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IFTW volunteer

In Flower This Week

A news sheet prepared by a Gardens' volunteer.
Numbers before each plant refer to temporary IFTW labels in the gardens.
Numbers in square brackets
[ ] refer to garden bed Sections. Plants in flower are in bold type.

View past issues of 'In Flower This Week'.

2 - 15 March 2016

Helichrysum rutidolepis

Swainsona formosa
click for larger image

Today we will walk from the Visitor Information Centre (VIC) along the Main Path

  1. As you leave the VIC look left to see in a pot Pilidiostigma rhytispermum [Section 221], or Small-leaved Plum Myrtle, which is a small shrub with cream cup-like flowers and bright green leaves. It is native to the wet eucalypt forest of southeastern Queensland.
  2. Turn to your right to see Swainsona formosa [Section 221] in a pot. Commonly known as Sturt's Desert Pea, it has pale green leaves and bright red pea flowers with shiny black centres or bosses. It is the state flower of South Australia and is found widely distributed in dry inland Australia.
  3. Further on your right is Corymbia 'Summer Beauty' [Section 174], a small bush with long green leaves, attractive buds and glorious pink fluffy flowers.
  4. Close by, also on your right, is Corymbia 'Summer Red' [Section 174], another spectacular small eucalypt with bright red flowers and beautiful bud formations.
  5. Cross the bridge and go past the café to see on your left Syzygium australe [Section 131], a tall shrub with very shiny leaves and powderpuff white flowers. The pear-shaped red or purple fruit, known as Riberries, mature from December to February. The species is native to the subtropical rainforests of New South Wales and Queensland.
  6. Further on your left is Epacris longiflora 'Nectar Pink' [Section 131], a very floriferous small shrub covered in slender pink bell flowers with white tips.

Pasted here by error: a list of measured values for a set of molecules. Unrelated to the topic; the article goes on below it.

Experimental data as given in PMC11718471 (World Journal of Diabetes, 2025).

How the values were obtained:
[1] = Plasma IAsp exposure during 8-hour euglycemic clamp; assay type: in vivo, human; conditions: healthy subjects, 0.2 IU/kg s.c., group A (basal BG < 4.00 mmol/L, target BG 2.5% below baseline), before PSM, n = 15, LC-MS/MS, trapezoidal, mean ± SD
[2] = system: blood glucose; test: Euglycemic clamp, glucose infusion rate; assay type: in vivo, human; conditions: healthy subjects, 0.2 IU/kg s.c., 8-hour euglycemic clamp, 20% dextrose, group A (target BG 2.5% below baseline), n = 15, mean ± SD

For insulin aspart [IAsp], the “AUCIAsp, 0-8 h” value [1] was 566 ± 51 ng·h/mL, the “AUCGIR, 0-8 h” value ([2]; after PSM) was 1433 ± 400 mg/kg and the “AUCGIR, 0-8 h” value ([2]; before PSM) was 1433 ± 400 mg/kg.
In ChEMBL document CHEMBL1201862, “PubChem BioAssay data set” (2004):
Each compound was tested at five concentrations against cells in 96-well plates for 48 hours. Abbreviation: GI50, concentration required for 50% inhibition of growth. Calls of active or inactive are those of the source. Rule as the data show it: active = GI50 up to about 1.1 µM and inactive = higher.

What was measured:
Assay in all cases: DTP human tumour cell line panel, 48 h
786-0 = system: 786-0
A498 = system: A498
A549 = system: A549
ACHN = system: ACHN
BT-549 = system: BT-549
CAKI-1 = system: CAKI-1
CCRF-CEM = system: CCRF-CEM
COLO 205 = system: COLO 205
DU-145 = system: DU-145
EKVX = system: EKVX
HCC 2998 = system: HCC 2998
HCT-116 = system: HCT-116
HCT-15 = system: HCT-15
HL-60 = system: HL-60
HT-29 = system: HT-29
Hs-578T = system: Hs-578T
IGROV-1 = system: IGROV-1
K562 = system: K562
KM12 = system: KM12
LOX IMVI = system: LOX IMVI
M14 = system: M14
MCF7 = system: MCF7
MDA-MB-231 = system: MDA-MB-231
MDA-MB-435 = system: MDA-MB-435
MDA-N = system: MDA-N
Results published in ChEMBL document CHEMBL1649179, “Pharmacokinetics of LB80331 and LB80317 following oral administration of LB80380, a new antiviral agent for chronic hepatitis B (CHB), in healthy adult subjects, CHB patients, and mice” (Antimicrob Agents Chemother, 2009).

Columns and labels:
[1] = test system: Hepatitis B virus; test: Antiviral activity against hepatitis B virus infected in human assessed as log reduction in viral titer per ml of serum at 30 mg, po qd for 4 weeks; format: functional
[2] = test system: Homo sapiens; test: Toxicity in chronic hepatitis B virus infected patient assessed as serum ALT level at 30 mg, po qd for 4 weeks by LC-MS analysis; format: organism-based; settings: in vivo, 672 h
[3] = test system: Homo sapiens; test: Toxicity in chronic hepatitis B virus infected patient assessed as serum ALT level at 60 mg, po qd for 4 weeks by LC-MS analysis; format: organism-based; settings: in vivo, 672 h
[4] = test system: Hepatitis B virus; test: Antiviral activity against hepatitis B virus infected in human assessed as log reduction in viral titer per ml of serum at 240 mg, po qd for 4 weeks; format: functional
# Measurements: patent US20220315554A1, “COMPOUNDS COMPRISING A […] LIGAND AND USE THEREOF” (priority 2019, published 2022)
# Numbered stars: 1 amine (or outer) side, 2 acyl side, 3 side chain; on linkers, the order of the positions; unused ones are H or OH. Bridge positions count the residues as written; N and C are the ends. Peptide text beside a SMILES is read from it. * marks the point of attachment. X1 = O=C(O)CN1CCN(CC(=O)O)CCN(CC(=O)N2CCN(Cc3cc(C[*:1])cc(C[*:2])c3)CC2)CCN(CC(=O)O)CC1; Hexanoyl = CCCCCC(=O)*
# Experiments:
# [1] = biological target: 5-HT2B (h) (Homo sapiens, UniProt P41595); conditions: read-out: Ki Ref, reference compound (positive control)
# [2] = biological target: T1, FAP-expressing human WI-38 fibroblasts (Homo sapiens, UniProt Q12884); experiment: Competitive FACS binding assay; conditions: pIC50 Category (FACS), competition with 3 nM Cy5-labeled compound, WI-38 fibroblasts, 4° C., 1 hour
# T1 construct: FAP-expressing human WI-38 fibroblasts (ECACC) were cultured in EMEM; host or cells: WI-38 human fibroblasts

7. Turn left up the Main Path, go up the hill, and bear right to see on your left Banksia spinulosa 'Birthday Candles' [Section 30]. It is a dense bright green bush with attractive needle foliage and short yellow cones with rusty red styles.
  8. On your right is Grevillea 'Bronze Rambler' [Section 30], which is a popular low groundcover with divided foliage and red toothbrush-like flowers. Grevillea 'Bronze Rambler' originated in cultivation in the garden of W. and L. Wilson, Moe South, Victoria. It is said to be a cross between Grevillea rivularis and G. 'Poorinda Peter'.
  9. Also on your right, in a pot, is Banksia baxteri [Section 30] or Baxter's Banksia with triangular grey-green foliage and terminal bright yellow flowers used for floriculture. This plant occurs in southwestern Western Australia near the Stirling Ranges.
  10. Cross the road to see on your right Banksia marginata 'Cape Patterson Dwarf' [Section 26], an unusual small version of our common local Banksia marginata. It has bright yellow cones on silver-backed foliage.
  11. Further on your right is Grevillea sericea [Section 26], with pink spider flowers on a long-flowering open bush. This plant is endemic to New South Wales.
  12. Also on your right is Banksia conferta subsp. penicillata [Section 26], or Newnes Plateau Banksia, a small tree covered in short green cones with grey ends to the flowers and a velvety brown "nose" protruding from the top of the cone. It is found in a restricted area near Lithgow, New South Wales.
  13. On your left is Grevillea manglesii subsp. ornithopoda [Section 24], or Birdsfoot Grevillea, a large open bush with white pincushion flower heads all along the stems. It is native to Western Australia.
  14. Also on your left is Banksia ericifolia 'Red Clusters' [Section 25], a small tree with green heath-like foliage and very large orange-red cones.
  15. Cross the road into the Sydney Region Flora to see on your left Medicosma cunninghamii [Section 112], a small tree with dark green foliage and four-petalled white cup-like flowers. Known as Pinkheart or Bonewood, it is a rainforest tree found in eastern Australia from northern New South Wales to Maryborough, Queensland.

Rosalind Walcott